Archives for: November 2012, 02

11/02/12

Permalink 05:29:37 pm, by fourth, 225 words, 592 views   English (US)
Categories: General

CA1: Illegal search for IMSI number on phone was harmless

The constitutionality of the government’s warrantless obtaining the International Mobile Subscriber Identity (IMSI) number from defendant’s cell phones was a question that did not have to be decided because it was harmless beyond a reasonable doubt. The calls on the phone were obtained on the phone after that. The government already had the phone of the co-defendant and had the calls from that to the defendant. “We cannot imagine that the jury would have rendered a different verdict in the absence of the one, relatively minor, piece of evidence derived exclusively from the retrieval of Green's IMSI number: namely, that the particular phone he was carrying on the day he was arrested was assigned telephone number (954) 245-2759. We therefore find beyond a reasonable doubt that any error here did not contribute to the verdict, see Chapman, 386 U.S. at 24, and we leave the Fourth Amendment question for another day.” United States v. Green, 698 F.3d 48 (1st Cir. 2012).*

Defendant had no standing to challenge the obtaining information from the cell phone at issue. It wasn’t his, and he previously sought to distance himself from the phone. On the motion to suppress, he was pressed about his possession of the phone and he wouldn’t go there. Therefore, he had no standing. United States v. Cannon, 2012 U.S. Dist. LEXIS 156668 (D. S.C. November 1, 2012).*

Permalink 12:20:55 pm, by fourth, 461 words, 509 views   English (US)
Categories: General

OH: It does not violate the Fourth Amendment for the State of Ohio to keep the DNA of a person acquitted and then use it later

It does not violate the Fourth Amendment for the State of Ohio to keep the DNA of a person acquitted and then use it later. State v. Emerson, 2012 Ohio 5047, 134 Ohio St. 3d 191, 2012 Ohio LEXIS 2630 (Ohio November 1, 2012):

{¶ 1} There are two issues presented in this case. First, when a sample of a person’s DNA is lawfully obtained by the state during the course of a criminal investigation but the person is acquitted of that crime, does that person have standing to object under the Fourth Amendment to the U.S. Constitution to the retention by the state of the DNA profile obtained from that sample or its use in a subsequent criminal investigation? Second, is the state authorized to retain and subsequently use a DNA profile when the DNA sample was lawfully taken from a person during a criminal investigation, but the person was acquitted?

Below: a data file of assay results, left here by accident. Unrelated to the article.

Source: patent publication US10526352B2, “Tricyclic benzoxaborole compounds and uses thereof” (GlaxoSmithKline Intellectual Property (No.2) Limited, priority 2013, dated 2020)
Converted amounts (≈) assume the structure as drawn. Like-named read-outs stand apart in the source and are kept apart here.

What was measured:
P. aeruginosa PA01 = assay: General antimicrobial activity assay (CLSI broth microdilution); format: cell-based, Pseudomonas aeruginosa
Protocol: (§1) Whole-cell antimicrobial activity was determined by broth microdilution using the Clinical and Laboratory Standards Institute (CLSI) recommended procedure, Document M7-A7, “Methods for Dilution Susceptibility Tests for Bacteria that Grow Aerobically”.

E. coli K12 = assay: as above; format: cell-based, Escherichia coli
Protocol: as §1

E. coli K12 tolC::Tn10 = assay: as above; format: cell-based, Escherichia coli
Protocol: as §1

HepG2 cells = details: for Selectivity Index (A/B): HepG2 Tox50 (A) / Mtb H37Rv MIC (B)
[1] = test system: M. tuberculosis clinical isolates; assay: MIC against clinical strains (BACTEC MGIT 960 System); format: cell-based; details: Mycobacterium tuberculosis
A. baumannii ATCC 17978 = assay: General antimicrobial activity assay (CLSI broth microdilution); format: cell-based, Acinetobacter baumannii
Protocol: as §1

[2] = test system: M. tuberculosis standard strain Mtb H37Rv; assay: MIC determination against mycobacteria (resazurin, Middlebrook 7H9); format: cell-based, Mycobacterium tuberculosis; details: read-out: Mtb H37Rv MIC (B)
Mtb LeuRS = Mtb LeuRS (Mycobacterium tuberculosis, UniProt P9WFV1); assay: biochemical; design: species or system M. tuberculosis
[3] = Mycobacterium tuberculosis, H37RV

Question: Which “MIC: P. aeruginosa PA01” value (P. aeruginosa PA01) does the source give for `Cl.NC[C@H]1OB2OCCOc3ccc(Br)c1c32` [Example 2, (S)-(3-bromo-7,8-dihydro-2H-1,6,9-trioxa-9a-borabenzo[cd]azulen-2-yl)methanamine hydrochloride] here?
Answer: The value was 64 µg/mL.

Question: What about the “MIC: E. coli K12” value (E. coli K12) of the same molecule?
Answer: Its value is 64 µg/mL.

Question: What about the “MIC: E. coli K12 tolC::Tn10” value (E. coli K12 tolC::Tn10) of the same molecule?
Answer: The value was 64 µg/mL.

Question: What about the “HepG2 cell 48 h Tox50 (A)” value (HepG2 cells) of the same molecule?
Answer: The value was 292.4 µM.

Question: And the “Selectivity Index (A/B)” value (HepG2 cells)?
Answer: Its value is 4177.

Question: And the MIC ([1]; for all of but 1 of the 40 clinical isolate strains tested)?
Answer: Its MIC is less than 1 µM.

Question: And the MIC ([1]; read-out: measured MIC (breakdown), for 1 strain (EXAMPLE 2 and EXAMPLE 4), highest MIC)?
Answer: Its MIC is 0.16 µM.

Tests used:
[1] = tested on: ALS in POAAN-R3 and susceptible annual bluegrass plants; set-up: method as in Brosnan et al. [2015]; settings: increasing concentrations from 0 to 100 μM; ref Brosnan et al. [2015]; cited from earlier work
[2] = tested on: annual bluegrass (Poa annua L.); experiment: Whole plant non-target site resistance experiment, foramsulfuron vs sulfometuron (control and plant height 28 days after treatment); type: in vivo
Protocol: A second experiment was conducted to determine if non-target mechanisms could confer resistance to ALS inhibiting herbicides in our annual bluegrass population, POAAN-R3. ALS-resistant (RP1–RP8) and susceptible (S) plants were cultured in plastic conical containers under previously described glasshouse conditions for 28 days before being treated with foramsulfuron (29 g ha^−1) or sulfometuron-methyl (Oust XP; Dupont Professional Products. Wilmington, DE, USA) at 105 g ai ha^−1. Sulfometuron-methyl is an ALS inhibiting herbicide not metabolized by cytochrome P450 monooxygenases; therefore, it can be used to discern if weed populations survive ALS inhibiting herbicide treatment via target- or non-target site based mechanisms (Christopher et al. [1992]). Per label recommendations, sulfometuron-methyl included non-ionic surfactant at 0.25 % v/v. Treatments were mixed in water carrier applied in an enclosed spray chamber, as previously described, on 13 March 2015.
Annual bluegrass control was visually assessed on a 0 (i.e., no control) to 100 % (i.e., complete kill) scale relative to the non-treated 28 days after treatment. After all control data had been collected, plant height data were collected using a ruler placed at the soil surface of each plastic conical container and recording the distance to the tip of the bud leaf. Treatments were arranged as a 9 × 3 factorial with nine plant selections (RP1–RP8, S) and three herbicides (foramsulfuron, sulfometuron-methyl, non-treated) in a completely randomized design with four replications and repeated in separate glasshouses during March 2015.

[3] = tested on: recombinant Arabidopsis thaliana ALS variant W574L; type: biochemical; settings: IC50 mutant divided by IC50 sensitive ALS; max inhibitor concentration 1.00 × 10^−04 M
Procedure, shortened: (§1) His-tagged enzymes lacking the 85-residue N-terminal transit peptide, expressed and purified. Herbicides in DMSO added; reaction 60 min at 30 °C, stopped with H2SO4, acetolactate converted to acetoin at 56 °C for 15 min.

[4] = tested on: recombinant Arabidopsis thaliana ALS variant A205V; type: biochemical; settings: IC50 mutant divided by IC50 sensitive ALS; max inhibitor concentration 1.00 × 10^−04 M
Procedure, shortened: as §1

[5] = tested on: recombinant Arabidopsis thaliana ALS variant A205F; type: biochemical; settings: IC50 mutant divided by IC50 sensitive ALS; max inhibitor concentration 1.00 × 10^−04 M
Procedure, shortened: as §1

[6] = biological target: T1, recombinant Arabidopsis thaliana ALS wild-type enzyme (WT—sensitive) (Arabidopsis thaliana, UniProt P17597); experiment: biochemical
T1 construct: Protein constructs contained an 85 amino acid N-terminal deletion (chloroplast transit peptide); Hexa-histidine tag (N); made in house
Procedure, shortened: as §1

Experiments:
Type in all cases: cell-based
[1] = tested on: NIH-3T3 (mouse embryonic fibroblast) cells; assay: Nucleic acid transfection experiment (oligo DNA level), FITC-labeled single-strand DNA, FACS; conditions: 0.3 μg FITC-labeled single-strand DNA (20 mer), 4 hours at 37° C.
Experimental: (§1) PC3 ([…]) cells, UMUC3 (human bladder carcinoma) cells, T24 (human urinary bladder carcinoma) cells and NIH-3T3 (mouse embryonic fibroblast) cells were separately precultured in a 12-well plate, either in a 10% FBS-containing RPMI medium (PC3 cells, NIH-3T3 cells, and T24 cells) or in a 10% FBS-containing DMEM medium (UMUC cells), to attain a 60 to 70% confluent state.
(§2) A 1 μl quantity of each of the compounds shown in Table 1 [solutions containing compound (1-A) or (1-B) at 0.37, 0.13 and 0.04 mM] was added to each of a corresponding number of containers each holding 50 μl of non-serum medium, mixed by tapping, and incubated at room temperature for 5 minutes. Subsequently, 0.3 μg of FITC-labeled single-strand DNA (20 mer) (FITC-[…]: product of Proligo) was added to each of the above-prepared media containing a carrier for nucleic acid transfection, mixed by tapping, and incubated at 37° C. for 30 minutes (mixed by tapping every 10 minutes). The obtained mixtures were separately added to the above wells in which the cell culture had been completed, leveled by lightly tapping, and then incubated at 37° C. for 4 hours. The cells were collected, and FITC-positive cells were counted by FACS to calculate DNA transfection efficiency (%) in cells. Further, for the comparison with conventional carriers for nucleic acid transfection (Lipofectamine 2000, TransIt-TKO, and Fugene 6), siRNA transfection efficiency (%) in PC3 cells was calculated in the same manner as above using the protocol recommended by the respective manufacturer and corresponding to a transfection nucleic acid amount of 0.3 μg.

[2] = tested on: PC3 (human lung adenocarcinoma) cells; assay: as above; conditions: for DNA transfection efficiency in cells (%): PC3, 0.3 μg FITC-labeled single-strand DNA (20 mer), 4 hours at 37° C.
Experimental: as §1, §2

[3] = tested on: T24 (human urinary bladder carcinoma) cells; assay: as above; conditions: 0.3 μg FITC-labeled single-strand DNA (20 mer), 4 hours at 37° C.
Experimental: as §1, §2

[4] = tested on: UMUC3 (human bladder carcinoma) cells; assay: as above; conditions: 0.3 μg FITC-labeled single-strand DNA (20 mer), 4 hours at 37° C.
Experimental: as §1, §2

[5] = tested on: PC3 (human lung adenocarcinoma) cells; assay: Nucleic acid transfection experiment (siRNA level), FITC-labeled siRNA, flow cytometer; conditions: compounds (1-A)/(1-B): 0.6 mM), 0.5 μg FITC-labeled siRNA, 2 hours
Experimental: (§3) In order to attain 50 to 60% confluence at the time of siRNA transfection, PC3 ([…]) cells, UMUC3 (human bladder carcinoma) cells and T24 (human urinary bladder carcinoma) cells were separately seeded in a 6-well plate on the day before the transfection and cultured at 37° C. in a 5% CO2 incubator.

{¶ 2} For the reasons that follow, we conclude that a person does not have standing to object to the retention of his or her DNA profile or the profile’s use in a subsequent criminal investigation, and the state is authorized to retain the DNA profile and to use it in a subsequent investigation even though the profile was obtained from a sample taken during the investigation of a crime of which the person was acquitted. We accordingly affirm the judgment of the court of appeals.

. . .

{¶ 30} There is no support in the CODIS Methods Manual for appellant’s position. The manual has no provision for the removal of a DNA profile of an individual acquitted at trial. Section 17.6 sets forth the basis for expunging a DNA profile—a conviction being overturned on appeal or a sample taken in error—and the procedures that need to be followed. However, section 17.6 is not self-executing. There is no mechanism set forth in the manual by which the state is automatically notified that a person’s conviction has been overturned, requiring the profile of the acquitted person to be removed. Instead, the requirement of going forward is on the exonerated individual to notify CODIS that the conviction has been overturned and to seek expungement of the DNA profile. Appellant failed to do this.

{¶ 31} There is no legislative requirement that DNA profiles obtained from lawfully obtained DNA samples be removed from CODIS on the state’s initiative when the subject of the profile is acquitted at trial, and we will not create such a requirement. “Exclusion of extremely valuable evidence in crimes that often leave little other trace is a major social cost” and “the potential for abuse in the future is not sufficiently clear to warrant adopting a rule excluding evidence from the database on the ground that it was obtained or retained beyond the authorized classifications.” Smith, 744 N.E.2d at 442.

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"If it was easy, everybody would be doing it. It isn't, and they don't."
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